Thursday, 25 September 2014

A Glimpse into the Hobby Lobby Family’s Bible Museum

the Museum of the Bible offers
a particularly timely example of the house of mirrors
 refracting history, religion, and politics in the United States 

Reflections on a visit to a travelling exhibition of part of the recently-created Green Collection of Biblical manuscripts in Springfield, Missouri ('Passages: A Glimpse into the Hobby Lobby Family’s Bible Museum', by Rachel McBride Lindsey, Religion & Politics September 24, 2014).
The installation in Springfield, which will run through January of 2015, is a professionally curated exhibit of approximately 400 artifacts ranging from ancient papyrus fragments to medieval illuminated manuscripts to a full-scale, operating replica of Gutenberg’s press. As the eager khaki-clad docents remind patrons, despite the expansive breadth of the traveling exhibit [...] Passages comprises a mere one percent of the Green Collection. Internal calculations gush that the entire collection amounts to “more than 40,000 antiquities [and] includes some of the rarest and most valuable biblical and classical pieces … ever assembled under one roof.” All told, Green has spent more than $23 million amassing his collection, which he began in 2009.
There is not a lot of attention paid to the issue of where items came from, except this:
The collection joins a trend in antiquities collecting by affluent evangelical enterprises, such as the Scriptorium exhibit at the Holy Land Experience theme park in Orlando, Florida, and the Dunham Bible Museum at Houston Baptist University, each of which asserts their academic qualifications to audiences both sympathetic and critical. That such collections are founded on evidence, and not faith alone, is the unstated claim. Passages emphasizes that artifacts have been studiously acquired through the counsel of the Green Scholars Initiative, an arm of the Museum of the Bible that includes “Distinguished Language Scholars,” “Senior Scholars,” and “Senior and Distinguished Scholars and Consultants” from institutions including Pepperdine, Baylor, University of Chicago, Oxford, and King’s College, London (among a host of largely evangelical liberal arts schools conducting GSI Projects).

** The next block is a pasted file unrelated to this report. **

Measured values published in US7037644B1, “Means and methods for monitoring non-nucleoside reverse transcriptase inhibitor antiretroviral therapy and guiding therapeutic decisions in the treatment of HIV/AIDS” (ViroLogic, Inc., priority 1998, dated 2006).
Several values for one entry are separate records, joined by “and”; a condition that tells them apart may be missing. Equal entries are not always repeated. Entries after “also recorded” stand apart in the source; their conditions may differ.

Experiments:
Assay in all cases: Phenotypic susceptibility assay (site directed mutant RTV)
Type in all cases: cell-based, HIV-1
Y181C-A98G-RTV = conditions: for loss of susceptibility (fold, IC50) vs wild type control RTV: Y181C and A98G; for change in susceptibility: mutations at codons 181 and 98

The reviewer sees an underlying theme to the exhibit, "a subtle message that is communicated in the collection’s arrangement of artifacts, historical data, and exhibit space":
the good news affirmed by insiders and extended to outsiders: we are on the right side of history. The Museum’s collecting habits, exhibit curation, and academic efforts combine technological savvy and strategic planning to advance a particular history of the Bible in American public life.

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